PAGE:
We’ve discussed previously the use of herbal extracts from black cohosh (Actea racemosa) for relief from hot flashes and other vasomotor symptoms of menopause and perimenopause. A clinical trial in Annals of Internal Medicine last December, showed that one black cohosh extract was no better than placebo for this indication. Lack of efficacy has been shown in other settings yet black cohosh remains one of the most popular herbal products in North America.
Regardless of whether it works, black cohosh has been investigated by Health Canada for its link to rare but serious cases of liver damage. The outcome of their deliberations is that there is not enough evidence of causality to remove the product from the market but it will be sold with a warning about the potential for liver injury.
Health Canada is being urged to issue stronger safety warnings about the potentially dangerous sideeffects of a popular herbal remedy that’s predominantly marketed to menopausal women after reports that it could be linked to liver damage.
Sporadic reports of liver damage associated with black cohosh use began around 2003. Forty-seven of those cases were reported in Australia, leading that country’s Therapeutic Goods Adminstration to require warnings on product labels. Similar reports, also rare, have also been reported in England. A medicinal chemistry group at the University of Illinois has detected the in vitro formation of chemically-reactive metabolites of black cohosh extract but concluded from clinical trials results that these metabolites are unlikely to be of danger to women taking “moderate” doses of the supplement. NIH’s NCCAM convened a special conference in late 2004 on black cohosh safety in clinical trials and concluded that, in some cases, there was a causal relationship between the herb and cases of liver failure. However, the meeting report also noted:
Hepatotoxicity covers a spectrum of liver disease. Making the connection between drug or botanical use and liver disease is very difficult and mostly relies on a diagnosis by exclusion. Dr. [Leonard] Seeff [of NIDDK] reminded participants that some forms of drug-induced liver injury depend on the dose and total amount of drug taken. Others are referred to as idiosyncratic and immunologically based. The latter are rare events, even with conventional drugs. A major problem in assigning blame is that often multiple drugs or herbs are being taken. Today the most common cause of fulminant hepatitis is use of acetaminophen.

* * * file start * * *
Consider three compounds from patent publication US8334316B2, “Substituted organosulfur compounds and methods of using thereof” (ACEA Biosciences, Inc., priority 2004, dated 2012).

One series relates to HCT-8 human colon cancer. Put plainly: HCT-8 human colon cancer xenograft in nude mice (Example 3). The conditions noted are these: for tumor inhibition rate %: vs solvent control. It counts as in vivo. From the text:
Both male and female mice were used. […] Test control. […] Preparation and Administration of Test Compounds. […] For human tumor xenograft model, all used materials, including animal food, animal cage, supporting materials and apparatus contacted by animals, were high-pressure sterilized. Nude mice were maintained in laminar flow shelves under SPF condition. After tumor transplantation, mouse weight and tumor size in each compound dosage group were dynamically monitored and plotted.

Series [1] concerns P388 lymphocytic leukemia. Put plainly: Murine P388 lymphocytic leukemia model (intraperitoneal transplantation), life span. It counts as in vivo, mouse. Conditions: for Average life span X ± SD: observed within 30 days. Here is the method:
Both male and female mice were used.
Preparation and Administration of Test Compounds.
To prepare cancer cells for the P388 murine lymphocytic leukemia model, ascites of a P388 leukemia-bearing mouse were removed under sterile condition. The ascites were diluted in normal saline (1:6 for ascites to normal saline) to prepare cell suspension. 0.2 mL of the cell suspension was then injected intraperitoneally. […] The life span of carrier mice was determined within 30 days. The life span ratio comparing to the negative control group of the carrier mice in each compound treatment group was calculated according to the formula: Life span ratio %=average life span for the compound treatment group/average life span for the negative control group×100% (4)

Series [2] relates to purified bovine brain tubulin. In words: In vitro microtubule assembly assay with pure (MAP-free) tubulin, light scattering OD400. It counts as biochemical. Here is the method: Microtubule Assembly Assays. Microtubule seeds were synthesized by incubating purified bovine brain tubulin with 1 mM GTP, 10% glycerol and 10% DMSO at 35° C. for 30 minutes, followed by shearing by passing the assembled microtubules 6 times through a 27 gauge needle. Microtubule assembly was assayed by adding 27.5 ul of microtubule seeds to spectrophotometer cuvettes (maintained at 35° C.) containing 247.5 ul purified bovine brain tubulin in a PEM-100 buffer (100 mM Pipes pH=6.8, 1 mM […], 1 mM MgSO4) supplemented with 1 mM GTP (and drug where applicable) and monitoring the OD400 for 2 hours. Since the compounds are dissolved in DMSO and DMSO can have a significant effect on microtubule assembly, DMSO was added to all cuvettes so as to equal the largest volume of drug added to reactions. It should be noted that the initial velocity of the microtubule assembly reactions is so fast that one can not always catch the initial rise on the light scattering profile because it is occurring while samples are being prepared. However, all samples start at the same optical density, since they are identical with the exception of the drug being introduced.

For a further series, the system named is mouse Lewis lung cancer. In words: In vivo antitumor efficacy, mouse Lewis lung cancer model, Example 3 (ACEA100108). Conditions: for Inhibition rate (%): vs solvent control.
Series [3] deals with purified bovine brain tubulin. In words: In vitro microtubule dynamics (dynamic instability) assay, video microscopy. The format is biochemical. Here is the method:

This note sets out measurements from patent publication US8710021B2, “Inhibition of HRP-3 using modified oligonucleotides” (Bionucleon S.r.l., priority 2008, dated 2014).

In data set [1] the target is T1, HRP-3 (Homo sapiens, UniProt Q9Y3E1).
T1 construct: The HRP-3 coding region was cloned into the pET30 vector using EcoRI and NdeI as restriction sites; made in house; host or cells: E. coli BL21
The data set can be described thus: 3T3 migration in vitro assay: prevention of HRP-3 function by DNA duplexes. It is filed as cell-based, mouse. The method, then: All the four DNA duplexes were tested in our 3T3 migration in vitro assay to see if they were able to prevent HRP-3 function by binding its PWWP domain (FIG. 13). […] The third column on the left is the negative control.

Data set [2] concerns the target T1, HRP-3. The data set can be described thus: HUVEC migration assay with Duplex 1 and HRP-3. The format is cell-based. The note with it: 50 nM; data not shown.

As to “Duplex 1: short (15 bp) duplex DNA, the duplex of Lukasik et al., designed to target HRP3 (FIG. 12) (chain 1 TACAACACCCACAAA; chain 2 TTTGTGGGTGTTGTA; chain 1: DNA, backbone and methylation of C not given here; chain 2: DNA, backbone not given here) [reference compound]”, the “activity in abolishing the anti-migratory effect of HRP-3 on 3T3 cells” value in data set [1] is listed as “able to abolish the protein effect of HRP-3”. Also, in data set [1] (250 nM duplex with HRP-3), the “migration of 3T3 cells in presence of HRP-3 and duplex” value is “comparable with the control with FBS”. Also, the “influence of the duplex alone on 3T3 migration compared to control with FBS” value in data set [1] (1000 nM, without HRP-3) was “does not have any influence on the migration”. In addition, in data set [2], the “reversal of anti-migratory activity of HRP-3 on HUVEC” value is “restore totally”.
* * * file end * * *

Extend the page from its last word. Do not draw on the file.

Studying drug-induced liver injury is extremely challenging because of its often idiosyncratic, or unpredictable, nature. However, FDA notes that drug-induced liver injury has now become the leading cause of acute liver failure in the US. Drug-induced liver injury is also a major cause of drugs failing during clincial development or being pulled from the market after approval. The NIDDK Drug-Induced Liver Injury Network (DILIN) website gives some of these examples.
But back to black cohosh – if it shows no efficacy in clinical trials, why expose oneself to even a low risk of hepatotoxicity. Proponents of black cohosh cite the fact that we now know hormone-replacement therapy (HRT) has its own risks of increased cardiovascular disease in certain populations. While this is most certainly true and using HRT is a decision to be made on a case-by-case basis, black cohosh is not a substitute for HRT. As I have said before,
Let’s not forget, however, that another reason to take HRT is to prevent severe osteoporosis, a claim that has never been made for black cohosh.
Of course as noted earlier, alcohol and acetaminophen are the major causes of liver damage.
But the jury remains out on black cohosh whose problems are likely too rare to track given current reporting mechanisms.